« Reply #4 on: April 23, 2013, 02:23:51 PM »
When my kids were little, I felt like you that if majority of the kids were invited then all of them were invited.

Now as teens approaching adulthood and having watched the interactions they've had through highschool, I think it might have been a disservice to set up the kid's with that type of expectations.  That everyone is always welcome and included.

While a hard thing to hear at 4, I don't think it's wrong of a mom or dad to tell their son "Joey, I'm sorry you weren't included in the party. It seems that birthday girl doesn't see you as close of a friend as others. Let's bake our own cake that afternoon and invite the other boys over for a "just because" party."

My DD is a senior. There are a zillion and 1 graduation parties, usually joint hosted by 5 to 10 graduate's parents. One of DDs friends told me that her and the group of girls who were co-hosting her party had made sure to send out their invitations early so that they would get invites to all the rest and now they are upset that they've only received invites to less than half.

I wonder if we'd still be having these conversations if there had been less "everyone is invited" parties when they were young.

*inviteseller

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Re: (More) Child Birthday Party Etiquette
« Reply #5 on: April 23, 2013, 03:27:50 PM »
Yes, it was a racial thing for 2 children and the other child was autistic, but was a wonderful kid who was invited to all the other parties and was absolutely wonderful.  And as my older DD has grown up, the 'everyone has to be invited' thing is no longer important as everyone has their own groups and rarely does anyone feel that they have to go to everyone's parties.  But when they are little (my DD was 5 at the time of the above mentioned party), it is so glaring when a few are left off.  Up until my older DD was 12, it was always the whole class or all the girls but at 12 she picked who she wanted because by that time she was in middle school and changing classes so it wasn't the same kids in the same room all day everyday where it is more noticeable.  And yes, you can tell your child that little janie doesn't see you as a good friend, but what does that do to a kid when he is only one of two or three kids that weren't invited?  I think it is easier to be honest and say "I am not sure why you weren't invited, but we can just have a day together today."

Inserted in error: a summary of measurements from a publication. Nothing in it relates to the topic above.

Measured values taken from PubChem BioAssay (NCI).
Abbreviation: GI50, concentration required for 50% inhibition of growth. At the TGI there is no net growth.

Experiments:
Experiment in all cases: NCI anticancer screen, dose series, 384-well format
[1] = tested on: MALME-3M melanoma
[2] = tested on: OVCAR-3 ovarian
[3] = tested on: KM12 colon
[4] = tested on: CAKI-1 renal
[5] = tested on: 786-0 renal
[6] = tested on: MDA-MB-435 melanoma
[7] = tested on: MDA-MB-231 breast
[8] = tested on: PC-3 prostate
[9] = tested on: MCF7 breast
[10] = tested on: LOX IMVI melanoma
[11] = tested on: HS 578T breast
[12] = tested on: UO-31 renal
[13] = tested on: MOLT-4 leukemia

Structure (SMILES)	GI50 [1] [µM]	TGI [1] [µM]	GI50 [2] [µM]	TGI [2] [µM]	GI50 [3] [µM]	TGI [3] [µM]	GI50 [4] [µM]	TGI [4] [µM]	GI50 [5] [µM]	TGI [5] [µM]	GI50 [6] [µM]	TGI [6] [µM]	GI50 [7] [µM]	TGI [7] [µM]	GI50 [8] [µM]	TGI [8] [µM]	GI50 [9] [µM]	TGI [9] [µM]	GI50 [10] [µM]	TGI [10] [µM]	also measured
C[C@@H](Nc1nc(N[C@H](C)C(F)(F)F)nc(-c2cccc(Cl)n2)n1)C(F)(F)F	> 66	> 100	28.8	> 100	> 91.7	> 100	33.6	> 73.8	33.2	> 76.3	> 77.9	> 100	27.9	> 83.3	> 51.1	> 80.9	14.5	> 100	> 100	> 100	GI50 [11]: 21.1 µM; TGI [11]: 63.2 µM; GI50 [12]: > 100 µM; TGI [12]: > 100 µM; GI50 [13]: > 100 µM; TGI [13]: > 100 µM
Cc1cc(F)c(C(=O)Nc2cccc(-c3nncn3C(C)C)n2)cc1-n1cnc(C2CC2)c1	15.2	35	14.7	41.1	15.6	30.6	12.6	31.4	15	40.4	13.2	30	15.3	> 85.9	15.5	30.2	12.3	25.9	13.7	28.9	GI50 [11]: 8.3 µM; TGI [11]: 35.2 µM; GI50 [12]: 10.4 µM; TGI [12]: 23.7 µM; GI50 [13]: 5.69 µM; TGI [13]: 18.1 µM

Eeep!

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Re: (More) Child Birthday Party Etiquette
« Reply #6 on: April 23, 2013, 04:02:40 PM »
Birthday parties are a Very Big Deal in my DD's preschool class this year. Her class has 18 kids, half of whom (including my DD) have been together in the center since the infant room, and half of whom started there last fall.

On Saturday DD attended her best friend Christa's 4th birthday party. It was held at Christa's home and was visited by a "Bear Bus" in which each child made a stuffed animal. (Everything was covered by the hosts and parents didn't have to pay for upgrades or extras.) The party itself was great, but I'm wondering about the etiquette of the invitations.

This was the first of DD's classmates' birthday parties I've seen in which the entire class wasn't invited. Christa's parents invited all of the kids who've been at the center for multiple years, but out of the "new" kids only the girls were invited. So 14 of the 18 kids were invited. (I know this because it was done by evite.) I assume they chose to limit the numbers because of the Bear Bus (space and/or cost). However, it made things awkward.

Birthday parties are the highlights of the kids' lives right now and an upcoming party is the main topic of discussion in class as soon as the invitations go out. Those 4 uninvited little boys are very aware of the party and that they were excluded. One of them, Sean, is very good friends with DD and we could not get her to understand that she shouldn't talk to him about the party or ask him why he didn't come. I felt really bad for him.

Obviously parents can invite whomever they want to their child's party, and I realize little Sean won't be traumatized for life. I know limiting the guest list is an etiquette-approved way to "host the party you can afford" without passing on costs to the guests. It just seems iffy to me to invite more than half of a preschool class without inviting everyone. What do you all think?

I personally think this was a serious miss-step on the part of the parents giving the party.  4 out of 18 is a really small percentage to exclude.  If they needed to limit it then I think they should have done it by just girls or some easily explained reason.  Those poor little boys! (And yes I realize that they can learn valuable lessons, etc. etc. I still feel bad for them.)